Tensions are running high in Washington as the debt limit deadline — and a potential government default — looms.
In an interview with ABC's This Week on Sunday, U.S. Treasury Secretary Janet Yellen warned of an “economic and financial catastrophe” if lawmakers cannot reach a deal soon. President Joe Biden is set to meet with legislators from both sides of the aisle on Tuesday to discuss how Congress might move forward.
Here are a few quick facts you need to know.
What is the debt ceiling?
The debt ceiling, also called the debt limit, is the maximum amount of money the U.S. federal government is allowed to borrow to meet its financial obligations. Those obligations include Social Security and Medicare payments, money due to government bondholders and creditors, military salaries, tax refunds and more.
Critically, the debt ceiling does not restrict future spending. Rather, it authorizes the government to spend money to fulfill its existing commitments. The U.S. hit the current debt limit ($31.4 trillion) in January.
What is the X-date?
Back in January, the Treasury Department began implementing what it called “extraordinary measures” to ensure the government could continue to make its required payments after breaching the debt ceiling.
The “X-date” is the date those measures will run out — when the government will actually be unable to fulfill all of its obligations and start to default on payments. Experts (including Yellen) say the X-date could come as early as June 1.
Who can raise the debt ceiling?
To avoid a default on the X-date, the debt ceiling can be raised. Congress has the authority to do this. But in order to raise the limit, lawmakers must reach an agreement that can pass both the House (where Republicans have a majority) and the Senate (where Democrats do).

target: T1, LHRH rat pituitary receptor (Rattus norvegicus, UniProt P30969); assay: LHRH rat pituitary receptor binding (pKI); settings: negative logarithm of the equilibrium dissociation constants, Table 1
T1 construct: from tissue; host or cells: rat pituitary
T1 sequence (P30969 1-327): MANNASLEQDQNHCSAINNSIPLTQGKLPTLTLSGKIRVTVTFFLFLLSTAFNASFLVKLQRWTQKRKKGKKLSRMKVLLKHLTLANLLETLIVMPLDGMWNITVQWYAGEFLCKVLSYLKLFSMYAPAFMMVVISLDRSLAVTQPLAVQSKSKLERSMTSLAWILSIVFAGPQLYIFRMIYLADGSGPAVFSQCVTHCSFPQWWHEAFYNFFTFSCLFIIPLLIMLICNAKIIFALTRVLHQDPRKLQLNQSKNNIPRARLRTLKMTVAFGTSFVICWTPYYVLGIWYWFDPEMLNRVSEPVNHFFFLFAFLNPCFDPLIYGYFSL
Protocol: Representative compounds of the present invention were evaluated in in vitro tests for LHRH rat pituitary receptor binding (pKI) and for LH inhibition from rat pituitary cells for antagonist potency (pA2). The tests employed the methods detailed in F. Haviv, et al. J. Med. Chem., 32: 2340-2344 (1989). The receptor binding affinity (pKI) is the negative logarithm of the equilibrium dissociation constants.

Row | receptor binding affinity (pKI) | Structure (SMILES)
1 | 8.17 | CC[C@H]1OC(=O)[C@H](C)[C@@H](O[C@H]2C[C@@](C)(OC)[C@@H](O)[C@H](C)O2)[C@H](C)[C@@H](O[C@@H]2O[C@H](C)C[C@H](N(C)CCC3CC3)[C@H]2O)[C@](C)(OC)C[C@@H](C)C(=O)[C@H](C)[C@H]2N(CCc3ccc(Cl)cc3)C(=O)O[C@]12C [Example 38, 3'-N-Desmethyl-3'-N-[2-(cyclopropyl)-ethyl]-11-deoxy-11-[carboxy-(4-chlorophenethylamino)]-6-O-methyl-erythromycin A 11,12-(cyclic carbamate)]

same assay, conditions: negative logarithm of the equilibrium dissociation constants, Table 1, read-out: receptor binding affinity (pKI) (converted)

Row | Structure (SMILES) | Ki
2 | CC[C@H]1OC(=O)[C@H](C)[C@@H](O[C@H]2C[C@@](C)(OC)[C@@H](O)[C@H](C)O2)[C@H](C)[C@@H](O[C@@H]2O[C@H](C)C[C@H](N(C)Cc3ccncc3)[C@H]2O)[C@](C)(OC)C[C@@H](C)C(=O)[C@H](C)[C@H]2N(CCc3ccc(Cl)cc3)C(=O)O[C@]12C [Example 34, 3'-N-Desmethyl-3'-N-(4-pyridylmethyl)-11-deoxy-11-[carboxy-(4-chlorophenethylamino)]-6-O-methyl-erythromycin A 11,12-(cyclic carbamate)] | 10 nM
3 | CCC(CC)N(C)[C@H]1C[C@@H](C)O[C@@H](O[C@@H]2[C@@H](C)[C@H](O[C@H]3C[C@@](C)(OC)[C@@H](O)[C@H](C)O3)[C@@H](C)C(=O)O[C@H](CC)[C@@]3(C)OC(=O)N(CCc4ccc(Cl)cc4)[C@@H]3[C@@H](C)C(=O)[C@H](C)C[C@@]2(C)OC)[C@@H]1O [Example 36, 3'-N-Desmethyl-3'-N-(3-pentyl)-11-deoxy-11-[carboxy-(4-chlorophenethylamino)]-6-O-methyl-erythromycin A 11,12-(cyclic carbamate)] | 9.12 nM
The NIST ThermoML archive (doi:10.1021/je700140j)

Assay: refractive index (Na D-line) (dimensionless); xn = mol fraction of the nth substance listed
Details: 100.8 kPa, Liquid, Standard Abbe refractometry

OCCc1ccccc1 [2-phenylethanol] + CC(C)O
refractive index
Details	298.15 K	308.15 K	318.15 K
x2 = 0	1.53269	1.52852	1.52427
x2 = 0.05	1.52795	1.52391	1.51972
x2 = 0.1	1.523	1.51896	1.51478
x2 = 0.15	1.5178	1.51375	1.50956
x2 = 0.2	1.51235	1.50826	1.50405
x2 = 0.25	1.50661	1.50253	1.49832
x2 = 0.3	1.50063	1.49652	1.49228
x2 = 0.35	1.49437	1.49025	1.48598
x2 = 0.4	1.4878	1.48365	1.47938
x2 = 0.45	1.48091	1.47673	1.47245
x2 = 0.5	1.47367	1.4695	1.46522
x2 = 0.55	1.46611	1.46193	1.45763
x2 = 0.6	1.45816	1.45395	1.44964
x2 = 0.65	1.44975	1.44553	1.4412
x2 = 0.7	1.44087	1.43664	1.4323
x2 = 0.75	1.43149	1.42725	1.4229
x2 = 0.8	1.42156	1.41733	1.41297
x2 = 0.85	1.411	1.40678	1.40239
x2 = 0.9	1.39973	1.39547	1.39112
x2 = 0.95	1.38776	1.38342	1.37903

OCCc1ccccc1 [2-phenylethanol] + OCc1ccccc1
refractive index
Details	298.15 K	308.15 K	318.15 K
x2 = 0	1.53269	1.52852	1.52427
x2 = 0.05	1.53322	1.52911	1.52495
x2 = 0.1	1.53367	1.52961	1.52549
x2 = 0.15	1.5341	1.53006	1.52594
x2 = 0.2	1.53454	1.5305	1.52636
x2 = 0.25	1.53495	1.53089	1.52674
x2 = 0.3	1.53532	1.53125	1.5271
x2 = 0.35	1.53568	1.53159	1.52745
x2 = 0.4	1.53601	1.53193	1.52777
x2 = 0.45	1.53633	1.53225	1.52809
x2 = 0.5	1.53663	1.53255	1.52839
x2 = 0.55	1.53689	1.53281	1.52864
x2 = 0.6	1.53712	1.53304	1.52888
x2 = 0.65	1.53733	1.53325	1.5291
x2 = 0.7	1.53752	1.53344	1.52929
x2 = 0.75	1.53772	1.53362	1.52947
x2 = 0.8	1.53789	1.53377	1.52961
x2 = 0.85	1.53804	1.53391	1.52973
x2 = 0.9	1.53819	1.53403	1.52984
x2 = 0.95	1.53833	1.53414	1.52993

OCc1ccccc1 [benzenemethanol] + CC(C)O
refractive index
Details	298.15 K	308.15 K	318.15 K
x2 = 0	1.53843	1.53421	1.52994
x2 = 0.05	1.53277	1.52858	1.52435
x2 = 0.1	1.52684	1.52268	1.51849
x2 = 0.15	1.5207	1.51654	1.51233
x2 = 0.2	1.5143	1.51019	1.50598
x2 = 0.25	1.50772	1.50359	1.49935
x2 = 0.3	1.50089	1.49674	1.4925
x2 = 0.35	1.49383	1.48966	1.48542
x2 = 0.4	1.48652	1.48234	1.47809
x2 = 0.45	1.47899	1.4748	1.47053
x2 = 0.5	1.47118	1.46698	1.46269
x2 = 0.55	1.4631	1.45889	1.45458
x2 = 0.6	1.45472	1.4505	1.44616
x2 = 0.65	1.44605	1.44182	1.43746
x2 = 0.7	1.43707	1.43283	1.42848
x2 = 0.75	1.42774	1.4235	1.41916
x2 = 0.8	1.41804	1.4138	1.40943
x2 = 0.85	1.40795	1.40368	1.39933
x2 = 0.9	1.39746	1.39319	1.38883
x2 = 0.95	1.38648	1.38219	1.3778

Right now, lawmakers are deeply divided. Republicans generally want any agreement to raise the debt limit to include spending cuts, but the Biden administration has pledged to oppose those cuts.
How many times has the debt ceiling been raised?
Congress has acted to raise the debt ceiling (either permanently, temporarily or by revising its definition) 78 times since 1960, according to the Treasury Department.
What happens if the debt ceiling isn’t raised?
If the Congress doesn’t raise the debt ceiling by the X-date, the federal government will default on some of its obligations — something that has never happened before. Experts say the ramifications of a debt default could be far-reaching and dire. Think: a recession, major losses in the stock market and potential disruptions to Social Security payments.
Could Biden use the 14th Amendment to avert a default?
Recently, some experts have argued that President Biden could invoke a provision in the 14th Amendment (which requires the government to meet its financial obligations) to continue borrowing beyond the debt limit. The Washington Post reported recently that aides within the Biden administration have been evaluating the strategy.
But others view using the 14th Amendment to raise the debt ceiling without Congress as too risky. It's not clear whether Biden will pursue that course.